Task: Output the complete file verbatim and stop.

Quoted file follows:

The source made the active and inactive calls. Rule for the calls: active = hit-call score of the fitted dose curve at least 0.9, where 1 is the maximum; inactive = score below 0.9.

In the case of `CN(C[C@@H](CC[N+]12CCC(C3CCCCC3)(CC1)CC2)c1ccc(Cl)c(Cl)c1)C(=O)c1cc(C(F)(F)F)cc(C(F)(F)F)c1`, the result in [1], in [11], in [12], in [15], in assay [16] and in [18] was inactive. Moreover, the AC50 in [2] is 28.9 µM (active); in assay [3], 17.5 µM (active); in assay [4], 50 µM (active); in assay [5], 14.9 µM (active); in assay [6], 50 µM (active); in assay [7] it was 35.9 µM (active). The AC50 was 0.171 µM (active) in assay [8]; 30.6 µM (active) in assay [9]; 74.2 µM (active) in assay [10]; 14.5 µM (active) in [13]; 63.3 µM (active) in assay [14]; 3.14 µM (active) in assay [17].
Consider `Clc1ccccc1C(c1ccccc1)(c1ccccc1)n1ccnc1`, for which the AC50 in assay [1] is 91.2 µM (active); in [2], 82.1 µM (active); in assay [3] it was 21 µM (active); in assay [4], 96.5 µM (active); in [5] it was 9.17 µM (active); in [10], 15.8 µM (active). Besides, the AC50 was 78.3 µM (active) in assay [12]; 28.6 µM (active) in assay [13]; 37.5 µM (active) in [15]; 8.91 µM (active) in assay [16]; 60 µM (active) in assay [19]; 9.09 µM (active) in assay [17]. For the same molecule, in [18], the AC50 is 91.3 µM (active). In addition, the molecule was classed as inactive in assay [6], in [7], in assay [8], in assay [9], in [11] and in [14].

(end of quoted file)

The source made the active and inactive calls. Rule for the calls: active = hit-call score of the fitted dose curve at least 0.9, where 1 is the maximum; inactive = score below 0.9.

In the case of `CN(C[C@@H](CC[N+]12CCC(C3CCCCC3)(CC1)CC2)c1ccc(Cl)c(Cl)c1)C(=O)c1cc(C(F)(F)F)cc(C(F)(F)F)c1`, the result in [1], in [11], in [12], in [15], in assay [16] and in [18] was inactive. Moreover, the AC50 in [2] is 28.9 µM (active); in assay [3], 17.5 µM (active); in assay [4], 50 µM (active); in assay [5], 14.9 µM (active); in assay [6], 50 µM (active); in assay [7] it was 35.9 µM (active). The AC50 was 0.171 µM (active) in assay [8]; 30.6 µM (active) in assay [9]; 74.2 µM (active) in assay [10]; 14.5 µM (active) in [13]; 63.3 µM (active) in assay [14]; 3.14 µM (active) in assay [17].
Consider `Clc1ccccc1C(c1ccccc1)(c1ccccc1)n1ccnc1`, for which the AC50 in assay [1] is 91.2 µM (active); in [2], 82.1 µM (active); in assay [3] it was 21 µM (active); in assay [4], 96.5 µM (active); in [5] it was 9.17 µM (active); in [10], 15.8 µM (active). Besides, the AC50 was 78.3 µM (active) in assay [12]; 28.6 µM (active) in assay [13]; 37.5 µM (active) in [15]; 8.91 µM (active) in assay [16]; 60 µM (active) in assay [19]; 9.09 µM (active) in assay [17]. For the same molecule, in [18], the AC50 is 91.3 µM (active). In addition, the molecule was classed as inactive in assay [6], in [7], in assay [8], in assay [9], in [11] and in [14].